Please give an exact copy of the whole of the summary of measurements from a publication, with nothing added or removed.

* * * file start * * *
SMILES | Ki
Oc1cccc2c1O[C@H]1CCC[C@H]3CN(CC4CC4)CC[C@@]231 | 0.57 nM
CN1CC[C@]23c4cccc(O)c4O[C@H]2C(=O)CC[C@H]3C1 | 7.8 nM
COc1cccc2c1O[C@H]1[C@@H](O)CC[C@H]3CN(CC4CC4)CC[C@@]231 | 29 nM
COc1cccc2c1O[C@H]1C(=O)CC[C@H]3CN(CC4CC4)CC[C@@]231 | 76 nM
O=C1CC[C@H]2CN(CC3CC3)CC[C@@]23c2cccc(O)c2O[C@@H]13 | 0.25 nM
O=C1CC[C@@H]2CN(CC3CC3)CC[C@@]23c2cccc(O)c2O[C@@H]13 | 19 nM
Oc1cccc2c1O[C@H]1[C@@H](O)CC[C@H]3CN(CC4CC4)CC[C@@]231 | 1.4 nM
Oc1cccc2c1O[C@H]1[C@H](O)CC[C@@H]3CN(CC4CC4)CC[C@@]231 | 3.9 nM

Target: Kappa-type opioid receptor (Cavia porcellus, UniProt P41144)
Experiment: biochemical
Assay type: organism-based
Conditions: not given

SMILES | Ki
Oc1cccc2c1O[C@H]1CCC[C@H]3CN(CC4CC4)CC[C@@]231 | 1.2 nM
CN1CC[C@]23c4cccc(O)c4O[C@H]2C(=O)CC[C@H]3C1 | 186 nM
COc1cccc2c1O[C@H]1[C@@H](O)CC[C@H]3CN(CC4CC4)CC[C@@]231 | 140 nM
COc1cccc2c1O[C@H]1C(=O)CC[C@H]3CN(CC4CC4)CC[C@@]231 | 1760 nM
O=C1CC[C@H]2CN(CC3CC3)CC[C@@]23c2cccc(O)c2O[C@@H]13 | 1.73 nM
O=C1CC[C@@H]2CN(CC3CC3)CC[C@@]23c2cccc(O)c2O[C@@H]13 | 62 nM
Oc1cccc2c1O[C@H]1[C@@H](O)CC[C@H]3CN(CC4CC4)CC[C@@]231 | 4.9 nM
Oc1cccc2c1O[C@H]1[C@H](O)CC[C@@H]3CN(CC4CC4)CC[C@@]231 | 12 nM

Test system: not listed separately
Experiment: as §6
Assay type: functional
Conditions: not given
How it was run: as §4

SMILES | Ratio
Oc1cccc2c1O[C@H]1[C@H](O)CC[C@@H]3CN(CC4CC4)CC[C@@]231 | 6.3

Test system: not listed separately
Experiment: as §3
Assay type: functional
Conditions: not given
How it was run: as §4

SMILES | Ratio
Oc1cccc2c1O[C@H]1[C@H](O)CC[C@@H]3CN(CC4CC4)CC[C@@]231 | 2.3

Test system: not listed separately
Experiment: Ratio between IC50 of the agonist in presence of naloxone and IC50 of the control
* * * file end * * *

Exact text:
SMILES | Ki
Oc1cccc2c1O[C@H]1CCC[C@H]3CN(CC4CC4)CC[C@@]231 | 0.57 nM
CN1CC[C@]23c4cccc(O)c4O[C@H]2C(=O)CC[C@H]3C1 | 7.8 nM
COc1cccc2c1O[C@H]1[C@@H](O)CC[C@H]3CN(CC4CC4)CC[C@@]231 | 29 nM
COc1cccc2c1O[C@H]1C(=O)CC[C@H]3CN(CC4CC4)CC[C@@]231 | 76 nM
O=C1CC[C@H]2CN(CC3CC3)CC[C@@]23c2cccc(O)c2O[C@@H]13 | 0.25 nM
O=C1CC[C@@H]2CN(CC3CC3)CC[C@@]23c2cccc(O)c2O[C@@H]13 | 19 nM
Oc1cccc2c1O[C@H]1[C@@H](O)CC[C@H]3CN(CC4CC4)CC[C@@]231 | 1.4 nM
Oc1cccc2c1O[C@H]1[C@H](O)CC[C@@H]3CN(CC4CC4)CC[C@@]231 | 3.9 nM

Target: Kappa-type opioid receptor (Cavia porcellus, UniProt P41144)
Experiment: biochemical
Assay type: organism-based
Conditions: not given

SMILES | Ki
Oc1cccc2c1O[C@H]1CCC[C@H]3CN(CC4CC4)CC[C@@]231 | 1.2 nM
CN1CC[C@]23c4cccc(O)c4O[C@H]2C(=O)CC[C@H]3C1 | 186 nM
COc1cccc2c1O[C@H]1[C@@H](O)CC[C@H]3CN(CC4CC4)CC[C@@]231 | 140 nM
COc1cccc2c1O[C@H]1C(=O)CC[C@H]3CN(CC4CC4)CC[C@@]231 | 1760 nM
O=C1CC[C@H]2CN(CC3CC3)CC[C@@]23c2cccc(O)c2O[C@@H]13 | 1.73 nM
O=C1CC[C@@H]2CN(CC3CC3)CC[C@@]23c2cccc(O)c2O[C@@H]13 | 62 nM
Oc1cccc2c1O[C@H]1[C@@H](O)CC[C@H]3CN(CC4CC4)CC[C@@]231 | 4.9 nM
Oc1cccc2c1O[C@H]1[C@H](O)CC[C@@H]3CN(CC4CC4)CC[C@@]231 | 12 nM

Test system: not listed separately
Experiment: as §6
Assay type: functional
Conditions: not given
How it was run: as §4

SMILES | Ratio
Oc1cccc2c1O[C@H]1[C@H](O)CC[C@@H]3CN(CC4CC4)CC[C@@]231 | 6.3

Test system: not listed separately
Experiment: as §3
Assay type: functional
Conditions: not given
How it was run: as §4

SMILES | Ratio
Oc1cccc2c1O[C@H]1[C@H](O)CC[C@@H]3CN(CC4CC4)CC[C@@]231 | 2.3

Test system: not listed separately
Experiment: Ratio between IC50 of the agonist in presence of naloxone and IC50 of the control